Reviewing Shashi Tharoor’s first book, Reasons of State (1981) in Foreign Affairs, a critique of Indian foreign policy under Indira Gandhi in the period 1966-1977, Donald S Zagoria declared it as “one of the most thorough studies yet done of how Indian foreign policy is made.” Dr Tharoor was in his twenties then. Nearly three decades later, he is India’s minister of state for external affairs, with specific responsibility for Africa, the Middle East and policy planning.
This is the first of a two-part interview:
Let us talk about Africa. How do you define India’s interests in Africa?
Well, there are all sorts of ways at looking at interests. First of all, there is something to be said for a group of nations that you have something in common with, if for no other reason that you have been right about them from the very start. And I know that’s not enough, and I am not implying it is all we have. But it gives us a very good platform.
We have been, as I said, right about Africa. We, before our own independence, were the first country to raise the question of South African apartheid in the United Nations. M C Chagla was the delegate who raised that issue in 1946. We fought for African decolonisation, led the decolonisation committee at the UN. The African countries knew that solidarity with them is something that India has always consistently stood for. So we have an advantage over Johnny-come-Latelies on the African scene.
Secondly, there are very obvious issues of resources. Africa is a continent rich in all sorts of mineral resources—iron ore, phosphates, uranium in some places. There is agricultural potential, fisheries potential…all sorts of things. And at the same time, a lot of this potential is untapped, because Africa has been suffering from the legacies of colonialism, civil conflict, mis-governance and ethnic divides. India can use both aspects. That it can use a collection of friends who can stand by it as we have stood by them. And India can have some very tangible, hard economic benefits from its relationship with Africa, which at the same time, can be legitimately described as assisting Africa to fulfil its own potential. So it really is a kind of win-win that we have in the situation.
I have myself, as a minister, been to four different African countries and there were business delegations accompanying me. And I found that we do have an interesting advantage with the Africans.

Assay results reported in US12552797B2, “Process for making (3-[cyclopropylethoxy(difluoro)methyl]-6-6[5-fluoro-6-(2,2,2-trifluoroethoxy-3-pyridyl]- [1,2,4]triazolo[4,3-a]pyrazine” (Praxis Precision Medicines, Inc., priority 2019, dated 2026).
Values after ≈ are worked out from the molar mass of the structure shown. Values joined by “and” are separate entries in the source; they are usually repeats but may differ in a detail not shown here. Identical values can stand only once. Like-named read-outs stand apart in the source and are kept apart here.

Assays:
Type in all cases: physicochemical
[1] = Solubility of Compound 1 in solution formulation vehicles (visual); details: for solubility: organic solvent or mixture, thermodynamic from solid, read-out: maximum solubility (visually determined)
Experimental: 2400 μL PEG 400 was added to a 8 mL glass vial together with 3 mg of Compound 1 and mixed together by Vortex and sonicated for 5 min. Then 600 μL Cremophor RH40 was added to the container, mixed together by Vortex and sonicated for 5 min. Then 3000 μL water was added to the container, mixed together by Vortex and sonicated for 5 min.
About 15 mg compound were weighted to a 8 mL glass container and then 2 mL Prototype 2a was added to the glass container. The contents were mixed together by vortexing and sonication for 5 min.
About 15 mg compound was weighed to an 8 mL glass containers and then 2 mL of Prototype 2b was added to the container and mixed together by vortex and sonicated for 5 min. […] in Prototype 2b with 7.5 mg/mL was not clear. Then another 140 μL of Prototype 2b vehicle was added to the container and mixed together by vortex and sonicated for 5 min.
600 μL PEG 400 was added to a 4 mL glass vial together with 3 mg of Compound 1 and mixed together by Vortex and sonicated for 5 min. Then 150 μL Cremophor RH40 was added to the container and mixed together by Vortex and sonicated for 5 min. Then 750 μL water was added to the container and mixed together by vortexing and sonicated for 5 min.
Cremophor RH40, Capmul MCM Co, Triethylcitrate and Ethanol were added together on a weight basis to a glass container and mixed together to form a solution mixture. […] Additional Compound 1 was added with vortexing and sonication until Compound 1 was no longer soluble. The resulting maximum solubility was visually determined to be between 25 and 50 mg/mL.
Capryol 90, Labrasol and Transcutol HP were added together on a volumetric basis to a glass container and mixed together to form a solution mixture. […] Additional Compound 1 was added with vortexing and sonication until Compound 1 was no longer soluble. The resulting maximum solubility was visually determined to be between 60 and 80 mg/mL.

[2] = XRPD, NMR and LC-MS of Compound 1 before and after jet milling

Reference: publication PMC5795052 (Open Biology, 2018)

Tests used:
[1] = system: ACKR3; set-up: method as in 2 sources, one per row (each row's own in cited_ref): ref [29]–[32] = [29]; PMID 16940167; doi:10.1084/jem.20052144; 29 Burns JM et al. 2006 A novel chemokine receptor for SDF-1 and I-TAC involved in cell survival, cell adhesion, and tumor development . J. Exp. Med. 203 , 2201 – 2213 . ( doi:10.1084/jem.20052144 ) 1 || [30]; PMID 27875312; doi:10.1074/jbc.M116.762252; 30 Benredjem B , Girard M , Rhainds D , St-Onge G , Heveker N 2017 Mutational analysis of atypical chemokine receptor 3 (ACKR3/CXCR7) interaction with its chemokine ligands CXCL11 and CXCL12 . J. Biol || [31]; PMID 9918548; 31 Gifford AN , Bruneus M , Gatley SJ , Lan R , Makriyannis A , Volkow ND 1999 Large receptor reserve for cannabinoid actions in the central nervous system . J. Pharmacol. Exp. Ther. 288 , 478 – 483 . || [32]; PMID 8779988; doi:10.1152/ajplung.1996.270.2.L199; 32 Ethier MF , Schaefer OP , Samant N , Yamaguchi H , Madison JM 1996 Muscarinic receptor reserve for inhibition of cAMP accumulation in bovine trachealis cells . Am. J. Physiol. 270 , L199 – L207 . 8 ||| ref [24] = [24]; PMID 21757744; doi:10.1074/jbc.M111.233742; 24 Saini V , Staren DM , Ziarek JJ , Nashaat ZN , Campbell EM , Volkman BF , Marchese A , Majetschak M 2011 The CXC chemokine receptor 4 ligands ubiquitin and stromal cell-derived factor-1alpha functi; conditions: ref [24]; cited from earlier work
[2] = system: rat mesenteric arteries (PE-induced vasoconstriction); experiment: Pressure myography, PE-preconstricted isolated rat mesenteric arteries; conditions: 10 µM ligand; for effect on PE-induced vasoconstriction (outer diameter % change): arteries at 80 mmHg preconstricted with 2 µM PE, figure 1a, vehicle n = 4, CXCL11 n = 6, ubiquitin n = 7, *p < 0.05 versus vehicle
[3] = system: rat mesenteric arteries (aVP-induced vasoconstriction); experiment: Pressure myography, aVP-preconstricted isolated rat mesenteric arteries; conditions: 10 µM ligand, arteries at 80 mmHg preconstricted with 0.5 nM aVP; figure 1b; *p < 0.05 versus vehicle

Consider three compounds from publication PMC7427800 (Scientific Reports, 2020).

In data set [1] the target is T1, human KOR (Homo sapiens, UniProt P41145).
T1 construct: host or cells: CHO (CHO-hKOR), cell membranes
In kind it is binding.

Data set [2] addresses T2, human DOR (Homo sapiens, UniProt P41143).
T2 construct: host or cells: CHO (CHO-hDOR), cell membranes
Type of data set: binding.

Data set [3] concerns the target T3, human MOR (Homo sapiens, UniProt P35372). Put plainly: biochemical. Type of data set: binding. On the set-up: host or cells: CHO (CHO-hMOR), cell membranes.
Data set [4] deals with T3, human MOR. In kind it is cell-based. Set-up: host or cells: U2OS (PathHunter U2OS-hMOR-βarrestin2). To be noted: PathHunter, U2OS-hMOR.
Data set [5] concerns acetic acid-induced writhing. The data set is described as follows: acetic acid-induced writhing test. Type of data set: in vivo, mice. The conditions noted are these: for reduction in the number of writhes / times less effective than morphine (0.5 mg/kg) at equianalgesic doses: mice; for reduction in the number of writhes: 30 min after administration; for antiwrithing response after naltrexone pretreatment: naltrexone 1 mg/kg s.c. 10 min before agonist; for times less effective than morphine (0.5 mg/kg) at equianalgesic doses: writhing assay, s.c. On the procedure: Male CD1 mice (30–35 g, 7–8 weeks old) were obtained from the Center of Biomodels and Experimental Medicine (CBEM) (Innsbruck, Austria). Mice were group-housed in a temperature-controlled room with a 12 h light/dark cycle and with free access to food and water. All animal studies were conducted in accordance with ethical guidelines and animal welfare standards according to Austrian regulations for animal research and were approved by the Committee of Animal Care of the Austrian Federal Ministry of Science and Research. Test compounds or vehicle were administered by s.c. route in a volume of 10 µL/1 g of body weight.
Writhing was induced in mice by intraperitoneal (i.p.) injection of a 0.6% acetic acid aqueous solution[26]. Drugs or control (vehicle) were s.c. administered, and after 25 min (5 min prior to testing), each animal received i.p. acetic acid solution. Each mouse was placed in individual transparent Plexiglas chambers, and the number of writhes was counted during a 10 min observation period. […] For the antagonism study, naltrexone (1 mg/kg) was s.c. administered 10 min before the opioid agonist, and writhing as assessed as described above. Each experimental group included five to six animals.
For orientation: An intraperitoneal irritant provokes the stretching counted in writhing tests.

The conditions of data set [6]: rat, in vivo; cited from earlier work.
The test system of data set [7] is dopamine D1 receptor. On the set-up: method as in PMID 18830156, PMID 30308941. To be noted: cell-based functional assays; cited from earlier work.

First of all, there is that consciousness that we have been friends for a long time. Second, there is a sense that whereas the others who are vying for Africa’s hand, as it were—the West and China—have very impressive accomplishments in their development, and African countries look at them often with a lot of respect, even bordering on awe, they still see a certain distance between them and Africa. Whereas when African countries look at India, they see a country that is accessible, that is familiar, that seems to be grappling with many of the similar sorts of problems that they have—and yet a country that nonetheless has overcome them and managed to succeed. And they say to themselves, if India can do it, maybe we can do so too and learn from India. There is in many cases a sense of cultural affinity with India that enhances the content of our relationship. So all of these things have meant that we have an opportunity to enjoy a privileged position in many African countries that we would be foolish not to develop.
This brings us to point about the model of India’s engagement—not necessarily Indian government’s engagement. India’s engagement with Africa tends to be bottom up, we have the diaspora communities…we have the Gujaratis, the Sindhis and others who are playing invaluable economic roles in many African countries. Is the government able to harness this? That’s first part of the question. The second part is: how does this method of harnessing our relationship with African countries compete with China’s? For example, they just engage the autocrat, engage the dictator and there is a certain political economy to their relationship. Can we compete on our terms or do we have to play the same game as China is playing?